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Difficult days for big pharma

The pharmaceutical industry, it seems, is under almost constant attack at the moment. If it is not Novartis being criticised for its current legal action over India's patent laws, it is the Thai government threatening compulsory licensing on a great swathe of drugs. And now, the Office of Fair Trading in the UK has decided that the country's National Health Service currently pays too much for its branded medicines. And this could be of wider significance because, apparently, the NHS ...

Posted by Joff Wild, IAM Magazine on 20 February 2007 @ 12:00AM
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Obama attacks tax patents

As the year rolls out, we are going to get a better idea of where potential US presidential candidates stand on IP issues. However, according to the PatentlyO blog, one has already broken cover. Well, to a very small extent anyway. Democrat hopeful and current flavour of the month Barack Obama has co-sponsored a bill in the Senate which would crackdown on tax avoidance. Among the proposed provisions highlighted in a press release announcing the bill is one which would: STOP TAX ...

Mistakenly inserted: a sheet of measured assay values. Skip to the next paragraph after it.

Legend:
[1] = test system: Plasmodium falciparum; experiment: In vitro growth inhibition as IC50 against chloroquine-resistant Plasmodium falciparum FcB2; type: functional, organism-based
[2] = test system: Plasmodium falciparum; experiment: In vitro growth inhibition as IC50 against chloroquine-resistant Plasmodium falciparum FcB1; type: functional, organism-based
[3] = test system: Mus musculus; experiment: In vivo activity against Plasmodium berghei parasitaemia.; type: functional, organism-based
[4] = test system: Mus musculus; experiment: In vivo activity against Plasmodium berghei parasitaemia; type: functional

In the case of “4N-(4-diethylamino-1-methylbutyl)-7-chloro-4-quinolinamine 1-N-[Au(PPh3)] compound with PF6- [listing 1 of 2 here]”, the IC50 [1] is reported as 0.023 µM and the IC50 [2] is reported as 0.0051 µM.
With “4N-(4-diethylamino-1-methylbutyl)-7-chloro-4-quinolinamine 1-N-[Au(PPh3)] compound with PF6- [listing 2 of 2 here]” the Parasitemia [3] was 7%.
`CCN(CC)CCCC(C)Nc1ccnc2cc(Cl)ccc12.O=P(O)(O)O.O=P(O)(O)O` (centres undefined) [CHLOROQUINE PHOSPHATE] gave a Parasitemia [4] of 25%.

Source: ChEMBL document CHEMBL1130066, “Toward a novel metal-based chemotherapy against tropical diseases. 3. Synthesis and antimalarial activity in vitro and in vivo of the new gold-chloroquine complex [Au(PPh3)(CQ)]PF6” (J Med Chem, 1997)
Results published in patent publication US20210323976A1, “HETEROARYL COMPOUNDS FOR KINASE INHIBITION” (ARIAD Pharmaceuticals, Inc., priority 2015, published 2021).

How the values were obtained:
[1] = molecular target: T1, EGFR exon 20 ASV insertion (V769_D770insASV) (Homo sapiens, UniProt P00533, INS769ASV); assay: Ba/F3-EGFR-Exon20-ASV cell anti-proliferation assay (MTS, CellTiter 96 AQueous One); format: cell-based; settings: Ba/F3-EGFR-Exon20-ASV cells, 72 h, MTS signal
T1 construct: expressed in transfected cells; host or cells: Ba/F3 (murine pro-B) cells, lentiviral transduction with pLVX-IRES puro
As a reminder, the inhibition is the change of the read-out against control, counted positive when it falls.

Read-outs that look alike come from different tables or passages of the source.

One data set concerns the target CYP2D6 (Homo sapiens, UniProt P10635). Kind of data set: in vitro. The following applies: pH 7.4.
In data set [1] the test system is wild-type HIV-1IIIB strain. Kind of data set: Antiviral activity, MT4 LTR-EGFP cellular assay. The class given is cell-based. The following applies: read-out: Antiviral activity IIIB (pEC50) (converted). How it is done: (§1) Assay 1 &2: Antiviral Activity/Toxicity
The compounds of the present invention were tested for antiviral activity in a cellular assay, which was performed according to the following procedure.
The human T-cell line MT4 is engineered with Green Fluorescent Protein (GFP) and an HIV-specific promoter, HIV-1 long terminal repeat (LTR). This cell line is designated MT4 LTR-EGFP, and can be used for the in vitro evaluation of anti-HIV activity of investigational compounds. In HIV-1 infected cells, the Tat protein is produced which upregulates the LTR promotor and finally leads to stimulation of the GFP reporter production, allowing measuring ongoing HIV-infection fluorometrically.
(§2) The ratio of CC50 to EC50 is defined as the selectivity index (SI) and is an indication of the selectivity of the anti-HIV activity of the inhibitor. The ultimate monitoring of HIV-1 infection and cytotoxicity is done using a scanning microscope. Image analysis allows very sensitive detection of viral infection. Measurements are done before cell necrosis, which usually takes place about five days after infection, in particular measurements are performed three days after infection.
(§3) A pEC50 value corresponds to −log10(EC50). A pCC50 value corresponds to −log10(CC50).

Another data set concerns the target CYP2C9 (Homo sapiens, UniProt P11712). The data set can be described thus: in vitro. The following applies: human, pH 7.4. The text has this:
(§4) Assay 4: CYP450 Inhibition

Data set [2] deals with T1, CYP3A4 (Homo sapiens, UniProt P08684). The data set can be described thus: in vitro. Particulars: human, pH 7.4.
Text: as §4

Posted by Joff Wild, IAM Magazine on 19 February 2007 @ 12:00AM
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A spat with the Kat

The IP Kat blog is essential reading for anyone with an interest in IP, especially if they are based in Europe. It is always good to get a mention on there, even if it is a critical one. Recently one of the Kat's bloggers - David Pearce - posted a piece that took issue with a blog I did about European patent reform. Following is a copy of the email I sent to David in reply: Dear David, I read your comments on my recent IAM blog piece about the stalled European patent reform ...

Posted by Joff Wild, IAM Magazine on 16 February 2007 @ 12:00AM
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Thailand goes for broke

Reuters is reporting that the Thai government is planning further compulsory licensing measures in the pharmaceutical sector. This follows the decision earlier in the year to do the same with three drugs relating to HIV/AIDs and heart disease. Not surprisingly, the pharma industry is none too pleased. While in the short term the Thais may save themselves a decent amount of money, the long term consequences of not even bothering to negotiate with pharma companies could be serious ...

Posted by Joff Wild, IAM Magazine on 15 February 2007 @ 12:00AM
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Not everyone wants US judges to have a better understanding of patents

You may think it is a good idea that judges in the United States trying patent cases have a good understanding of patent law and practice. And obviously the House of Representatives thinks so too. It has just approved two Acts that would see patent suits being tried before judges with previous experience of hearing such cases. There would also be general training for judges so that they could better understand the intricacies of patent law - something which all those who ...

Posted by Joff Wild, IAM Magazine on 14 February 2007 @ 12:00AM